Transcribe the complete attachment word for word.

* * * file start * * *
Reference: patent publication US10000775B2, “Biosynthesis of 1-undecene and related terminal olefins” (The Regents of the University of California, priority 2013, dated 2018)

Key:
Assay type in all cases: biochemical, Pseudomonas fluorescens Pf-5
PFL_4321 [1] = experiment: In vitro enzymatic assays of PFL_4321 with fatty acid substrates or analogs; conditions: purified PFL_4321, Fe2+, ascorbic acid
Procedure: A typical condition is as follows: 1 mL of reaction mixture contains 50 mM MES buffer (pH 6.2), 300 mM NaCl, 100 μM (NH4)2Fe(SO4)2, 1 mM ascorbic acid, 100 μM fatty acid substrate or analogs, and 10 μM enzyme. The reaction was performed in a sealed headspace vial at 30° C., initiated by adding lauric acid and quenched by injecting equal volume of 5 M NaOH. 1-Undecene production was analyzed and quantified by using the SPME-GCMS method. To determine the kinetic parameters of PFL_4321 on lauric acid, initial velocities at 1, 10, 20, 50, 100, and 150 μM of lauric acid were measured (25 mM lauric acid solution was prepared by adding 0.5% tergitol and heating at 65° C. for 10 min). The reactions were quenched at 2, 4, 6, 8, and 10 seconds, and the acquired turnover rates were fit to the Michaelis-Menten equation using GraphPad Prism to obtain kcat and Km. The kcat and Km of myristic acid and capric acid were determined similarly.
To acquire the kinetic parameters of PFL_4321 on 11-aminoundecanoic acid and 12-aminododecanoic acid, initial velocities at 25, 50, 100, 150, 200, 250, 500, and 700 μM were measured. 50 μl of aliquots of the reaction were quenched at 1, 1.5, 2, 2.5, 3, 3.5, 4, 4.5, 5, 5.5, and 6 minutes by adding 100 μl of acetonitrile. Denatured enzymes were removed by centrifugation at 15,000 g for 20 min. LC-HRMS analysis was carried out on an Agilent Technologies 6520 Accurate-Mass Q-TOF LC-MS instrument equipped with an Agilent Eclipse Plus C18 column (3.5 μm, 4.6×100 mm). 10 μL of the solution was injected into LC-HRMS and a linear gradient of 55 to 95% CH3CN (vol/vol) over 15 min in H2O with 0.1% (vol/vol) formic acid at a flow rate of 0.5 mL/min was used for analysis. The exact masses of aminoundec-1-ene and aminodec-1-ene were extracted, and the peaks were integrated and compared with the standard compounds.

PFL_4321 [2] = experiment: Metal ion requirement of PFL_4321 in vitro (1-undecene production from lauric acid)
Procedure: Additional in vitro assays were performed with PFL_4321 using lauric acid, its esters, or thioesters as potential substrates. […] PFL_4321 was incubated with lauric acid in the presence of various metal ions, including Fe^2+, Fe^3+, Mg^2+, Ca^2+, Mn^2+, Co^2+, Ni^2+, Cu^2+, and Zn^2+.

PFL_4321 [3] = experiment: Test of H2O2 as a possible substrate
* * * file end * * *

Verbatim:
Reference: patent publication US10000775B2, “Biosynthesis of 1-undecene and related terminal olefins” (The Regents of the University of California, priority 2013, dated 2018)

Key:
Assay type in all cases: biochemical, Pseudomonas fluorescens Pf-5
PFL_4321 [1] = experiment: In vitro enzymatic assays of PFL_4321 with fatty acid substrates or analogs; conditions: purified PFL_4321, Fe2+, ascorbic acid
Procedure: A typical condition is as follows: 1 mL of reaction mixture contains 50 mM MES buffer (pH 6.2), 300 mM NaCl, 100 μM (NH4)2Fe(SO4)2, 1 mM ascorbic acid, 100 μM fatty acid substrate or analogs, and 10 μM enzyme. The reaction was performed in a sealed headspace vial at 30° C., initiated by adding lauric acid and quenched by injecting equal volume of 5 M NaOH. 1-Undecene production was analyzed and quantified by using the SPME-GCMS method. To determine the kinetic parameters of PFL_4321 on lauric acid, initial velocities at 1, 10, 20, 50, 100, and 150 μM of lauric acid were measured (25 mM lauric acid solution was prepared by adding 0.5% tergitol and heating at 65° C. for 10 min). The reactions were quenched at 2, 4, 6, 8, and 10 seconds, and the acquired turnover rates were fit to the Michaelis-Menten equation using GraphPad Prism to obtain kcat and Km. The kcat and Km of myristic acid and capric acid were determined similarly.
To acquire the kinetic parameters of PFL_4321 on 11-aminoundecanoic acid and 12-aminododecanoic acid, initial velocities at 25, 50, 100, 150, 200, 250, 500, and 700 μM were measured. 50 μl of aliquots of the reaction were quenched at 1, 1.5, 2, 2.5, 3, 3.5, 4, 4.5, 5, 5.5, and 6 minutes by adding 100 μl of acetonitrile. Denatured enzymes were removed by centrifugation at 15,000 g for 20 min. LC-HRMS analysis was carried out on an Agilent Technologies 6520 Accurate-Mass Q-TOF LC-MS instrument equipped with an Agilent Eclipse Plus C18 column (3.5 μm, 4.6×100 mm). 10 μL of the solution was injected into LC-HRMS and a linear gradient of 55 to 95% CH3CN (vol/vol) over 15 min in H2O with 0.1% (vol/vol) formic acid at a flow rate of 0.5 mL/min was used for analysis. The exact masses of aminoundec-1-ene and aminodec-1-ene were extracted, and the peaks were integrated and compared with the standard compounds.

PFL_4321 [2] = experiment: Metal ion requirement of PFL_4321 in vitro (1-undecene production from lauric acid)
Procedure: Additional in vitro assays were performed with PFL_4321 using lauric acid, its esters, or thioesters as potential substrates. […] PFL_4321 was incubated with lauric acid in the presence of various metal ions, including Fe^2+, Fe^3+, Mg^2+, Ca^2+, Mn^2+, Co^2+, Ni^2+, Cu^2+, and Zn^2+.

PFL_4321 [3] = experiment: Test of H2O2 as a possible substrate